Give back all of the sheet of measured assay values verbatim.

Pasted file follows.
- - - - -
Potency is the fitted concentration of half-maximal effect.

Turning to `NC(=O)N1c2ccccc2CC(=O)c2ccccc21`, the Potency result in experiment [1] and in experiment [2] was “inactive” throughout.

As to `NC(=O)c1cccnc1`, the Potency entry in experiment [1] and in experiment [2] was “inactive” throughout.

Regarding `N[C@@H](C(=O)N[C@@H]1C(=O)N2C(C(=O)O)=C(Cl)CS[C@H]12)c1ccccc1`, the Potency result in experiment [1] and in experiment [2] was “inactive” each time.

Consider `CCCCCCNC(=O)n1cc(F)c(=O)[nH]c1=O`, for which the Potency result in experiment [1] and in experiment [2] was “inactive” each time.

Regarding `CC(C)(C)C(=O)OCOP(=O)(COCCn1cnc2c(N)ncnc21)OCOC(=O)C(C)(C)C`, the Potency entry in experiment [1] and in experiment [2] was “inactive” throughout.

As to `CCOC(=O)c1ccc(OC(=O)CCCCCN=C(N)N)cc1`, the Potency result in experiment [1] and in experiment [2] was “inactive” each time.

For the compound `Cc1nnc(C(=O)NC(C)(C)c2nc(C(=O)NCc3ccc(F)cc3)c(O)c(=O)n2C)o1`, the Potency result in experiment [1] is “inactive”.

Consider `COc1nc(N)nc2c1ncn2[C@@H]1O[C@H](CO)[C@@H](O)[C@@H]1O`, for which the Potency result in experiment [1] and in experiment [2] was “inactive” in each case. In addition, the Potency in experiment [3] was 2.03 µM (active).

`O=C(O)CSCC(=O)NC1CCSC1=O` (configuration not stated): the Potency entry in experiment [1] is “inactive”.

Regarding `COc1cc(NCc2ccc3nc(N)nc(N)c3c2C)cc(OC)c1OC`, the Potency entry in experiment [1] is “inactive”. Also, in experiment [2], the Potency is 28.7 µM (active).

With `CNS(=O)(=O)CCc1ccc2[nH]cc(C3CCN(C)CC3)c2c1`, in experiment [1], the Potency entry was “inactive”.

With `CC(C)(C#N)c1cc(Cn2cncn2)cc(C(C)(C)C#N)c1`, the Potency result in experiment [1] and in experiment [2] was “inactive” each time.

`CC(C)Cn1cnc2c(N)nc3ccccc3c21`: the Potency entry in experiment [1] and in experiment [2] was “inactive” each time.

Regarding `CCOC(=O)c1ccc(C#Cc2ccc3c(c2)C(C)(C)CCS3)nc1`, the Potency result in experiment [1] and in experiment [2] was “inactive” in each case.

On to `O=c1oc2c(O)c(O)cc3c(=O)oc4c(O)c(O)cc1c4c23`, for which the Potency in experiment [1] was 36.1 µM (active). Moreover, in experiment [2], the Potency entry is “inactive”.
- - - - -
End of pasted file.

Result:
Potency is the fitted concentration of half-maximal effect.

Turning to `NC(=O)N1c2ccccc2CC(=O)c2ccccc21`, the Potency result in experiment [1] and in experiment [2] was “inactive” throughout.

As to `NC(=O)c1cccnc1`, the Potency entry in experiment [1] and in experiment [2] was “inactive” throughout.

Regarding `N[C@@H](C(=O)N[C@@H]1C(=O)N2C(C(=O)O)=C(Cl)CS[C@H]12)c1ccccc1`, the Potency result in experiment [1] and in experiment [2] was “inactive” each time.

Consider `CCCCCCNC(=O)n1cc(F)c(=O)[nH]c1=O`, for which the Potency result in experiment [1] and in experiment [2] was “inactive” each time.

Regarding `CC(C)(C)C(=O)OCOP(=O)(COCCn1cnc2c(N)ncnc21)OCOC(=O)C(C)(C)C`, the Potency entry in experiment [1] and in experiment [2] was “inactive” throughout.

As to `CCOC(=O)c1ccc(OC(=O)CCCCCN=C(N)N)cc1`, the Potency result in experiment [1] and in experiment [2] was “inactive” each time.

For the compound `Cc1nnc(C(=O)NC(C)(C)c2nc(C(=O)NCc3ccc(F)cc3)c(O)c(=O)n2C)o1`, the Potency result in experiment [1] is “inactive”.

Consider `COc1nc(N)nc2c1ncn2[C@@H]1O[C@H](CO)[C@@H](O)[C@@H]1O`, for which the Potency result in experiment [1] and in experiment [2] was “inactive” in each case. In addition, the Potency in experiment [3] was 2.03 µM (active).

`O=C(O)CSCC(=O)NC1CCSC1=O` (configuration not stated): the Potency entry in experiment [1] is “inactive”.

Regarding `COc1cc(NCc2ccc3nc(N)nc(N)c3c2C)cc(OC)c1OC`, the Potency entry in experiment [1] is “inactive”. Also, in experiment [2], the Potency is 28.7 µM (active).

With `CNS(=O)(=O)CCc1ccc2[nH]cc(C3CCN(C)CC3)c2c1`, in experiment [1], the Potency entry was “inactive”.

With `CC(C)(C#N)c1cc(Cn2cncn2)cc(C(C)(C)C#N)c1`, the Potency result in experiment [1] and in experiment [2] was “inactive” each time.

`CC(C)Cn1cnc2c(N)nc3ccccc3c21`: the Potency entry in experiment [1] and in experiment [2] was “inactive” each time.

Regarding `CCOC(=O)c1ccc(C#Cc2ccc3c(c2)C(C)(C)CCS3)nc1`, the Potency result in experiment [1] and in experiment [2] was “inactive” in each case.

On to `O=c1oc2c(O)c(O)cc3c(=O)oc4c(O)c(O)cc1c4c23`, for which the Potency in experiment [1] was 36.1 µM (active). Moreover, in experiment [2], the Potency entry is “inactive”.